Capitals

Capitals

ARLINGTON, Va. – When it comes to the multiple offseason decisions general manager Brian MacLellan has to make, the most important one won’t be whether to re-sign Nicklas Backstrom and/or Braden Holtby, it won’t be whether to bring back Andre Burakovsky, Brett Connolly or Carl Hagelin. The most important decision MacLellan will make, the player on which everything else the team does this season will be based, will actually be Jakub Vrana.

Vrana, 23, is coming off a career year in which he scored 24 goals and 23 assists, both career highs. He took on a top-six role for much of the season in Washington and is still a few years out from reaching his peak as a player.

He is also a restricted free agent and in need of a raise.

Vrana’s cap hit was a paltry $863,333 last season. He will be due much more than that in his next contract. The question is how much?

When talking about how much roster turnovers he expects next season, MacLellan said, “We’ll have some decisions to make. We’ll find out which direction we’re going on Vrana with a term deal or a bridge deal. Some of it’s money decisions. Some of it’s we need to make a couple changes.”

Notice there was only one player MacLellan named specifically.

The Caps’ salary cap situation this offseason is rather bleak. According to CapFriendly, as of now Washington has eight forwards, six defensemen and two goalies under contract for next season for a total cap hit of $72.9 million, just over $10 million under the expected salary cap ceiling of $83 million. That gives the team just $10 million to sign five more forwards (four lines of three plus one extra) and one defenseman.

 

There is no question Vrana will be one of those five forwards. Twenty-goal scorers can be hard to find and for a player to do that at 23 means he has the potential to be something special. Given his talent, his production and the fact that the team still maintains his rights as an RFA, there is no reason to think a deal does not get done.

But how much of that $10 million of cap space will Vrana take?

MacLellan has shown in the past that he is not shy about giving long-term contracts to important players. Long-term contracts are a risk, but for younger players it delays unrestricted free agency for a few years while also (hopefully) making the contract more team friendly with each passing season. That is the philosophy behind deals like Evgeny Kuznetsov ($7.8 million cap hit), Tom Wilson (approximately $5.17 million cap hit) and Dmitry Orlov ($5.1 million cap hit).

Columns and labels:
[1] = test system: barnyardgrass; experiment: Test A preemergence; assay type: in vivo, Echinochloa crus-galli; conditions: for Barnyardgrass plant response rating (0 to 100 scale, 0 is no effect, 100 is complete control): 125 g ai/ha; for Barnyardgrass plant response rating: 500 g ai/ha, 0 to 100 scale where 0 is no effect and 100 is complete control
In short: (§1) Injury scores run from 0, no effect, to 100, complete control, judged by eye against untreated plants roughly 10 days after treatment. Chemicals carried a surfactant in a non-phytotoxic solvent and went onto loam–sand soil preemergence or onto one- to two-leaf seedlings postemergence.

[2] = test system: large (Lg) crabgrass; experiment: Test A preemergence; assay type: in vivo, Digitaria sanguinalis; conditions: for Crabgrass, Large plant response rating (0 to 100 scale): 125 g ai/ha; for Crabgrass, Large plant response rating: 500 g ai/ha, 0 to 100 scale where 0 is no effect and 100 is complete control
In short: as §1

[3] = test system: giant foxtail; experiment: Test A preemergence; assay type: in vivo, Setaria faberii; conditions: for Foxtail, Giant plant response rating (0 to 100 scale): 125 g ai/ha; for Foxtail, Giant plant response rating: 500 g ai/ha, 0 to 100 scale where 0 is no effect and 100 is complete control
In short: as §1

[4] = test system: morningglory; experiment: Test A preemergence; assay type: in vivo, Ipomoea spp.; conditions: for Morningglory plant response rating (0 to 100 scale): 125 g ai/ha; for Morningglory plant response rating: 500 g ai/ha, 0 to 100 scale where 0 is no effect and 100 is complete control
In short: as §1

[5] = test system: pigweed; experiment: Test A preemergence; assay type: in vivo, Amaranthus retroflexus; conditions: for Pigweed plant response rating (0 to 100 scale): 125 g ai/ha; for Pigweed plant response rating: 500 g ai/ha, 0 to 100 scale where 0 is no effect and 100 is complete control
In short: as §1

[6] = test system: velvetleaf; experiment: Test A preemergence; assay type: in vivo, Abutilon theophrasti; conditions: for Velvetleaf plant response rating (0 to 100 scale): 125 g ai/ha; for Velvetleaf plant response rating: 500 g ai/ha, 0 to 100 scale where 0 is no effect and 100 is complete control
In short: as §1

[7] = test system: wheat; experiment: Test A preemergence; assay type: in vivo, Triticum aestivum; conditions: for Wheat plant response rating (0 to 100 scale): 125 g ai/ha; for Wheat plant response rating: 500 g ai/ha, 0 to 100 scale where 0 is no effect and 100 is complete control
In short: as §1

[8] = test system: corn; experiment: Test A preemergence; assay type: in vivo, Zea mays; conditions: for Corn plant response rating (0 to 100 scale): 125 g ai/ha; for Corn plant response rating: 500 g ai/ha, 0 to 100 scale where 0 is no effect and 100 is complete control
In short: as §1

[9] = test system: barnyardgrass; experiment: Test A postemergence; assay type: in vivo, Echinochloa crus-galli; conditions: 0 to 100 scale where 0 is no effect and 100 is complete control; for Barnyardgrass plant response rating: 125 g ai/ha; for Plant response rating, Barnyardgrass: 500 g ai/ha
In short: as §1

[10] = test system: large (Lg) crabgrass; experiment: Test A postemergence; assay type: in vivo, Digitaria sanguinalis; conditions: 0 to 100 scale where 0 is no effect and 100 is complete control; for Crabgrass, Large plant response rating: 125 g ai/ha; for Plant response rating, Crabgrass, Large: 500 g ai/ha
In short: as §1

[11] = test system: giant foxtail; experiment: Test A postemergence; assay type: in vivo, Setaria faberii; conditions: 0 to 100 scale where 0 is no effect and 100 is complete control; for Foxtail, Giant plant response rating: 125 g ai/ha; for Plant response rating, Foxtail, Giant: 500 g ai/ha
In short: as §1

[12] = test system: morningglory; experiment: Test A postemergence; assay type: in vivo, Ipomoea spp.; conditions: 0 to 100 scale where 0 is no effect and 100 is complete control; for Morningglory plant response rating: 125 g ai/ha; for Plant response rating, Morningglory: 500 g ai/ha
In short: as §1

That, however, may not work in this case.

While these deals are meant to save the team money in the long-run, in the short-term it means a larger cap hit because the team is essentially buying UFA years. Essentially it would mean giving Vrana a higher cap hit than he may be worth now in the hopes that he will be worth more than that cap hit in a few years.

Washington, however, needs to make every dollar count this offseason which will likely mean giving Vrana a bridge deal instead.

A bridge deal is a short-term deal with a modest raise. The benefit of this to the player is that these contracts expire right as the player is entering his prime allowing him to cash-in on a major deal. Bridge deals save teams money in the short-term, but it could cost them big in the long-run.

Given its cap situation, however, the Caps may have no choice but to give Vrana a bridge deal. That will likely mean giving him a cap hit somewhere in the neighborhood of $4 million.

As of Friday at the team’s locker cleanout, Vrana said he had not yet heard anything from the team.

“The season just ended so I really haven’t think about that,” he said. “I didn’t talk to anybody yet so we will see what they going to say and my agent what he’s going to say.”

When those conversations do happen, whatever the number the two sides agree upon, it will determine how much money the team has left for…well, everyone else.

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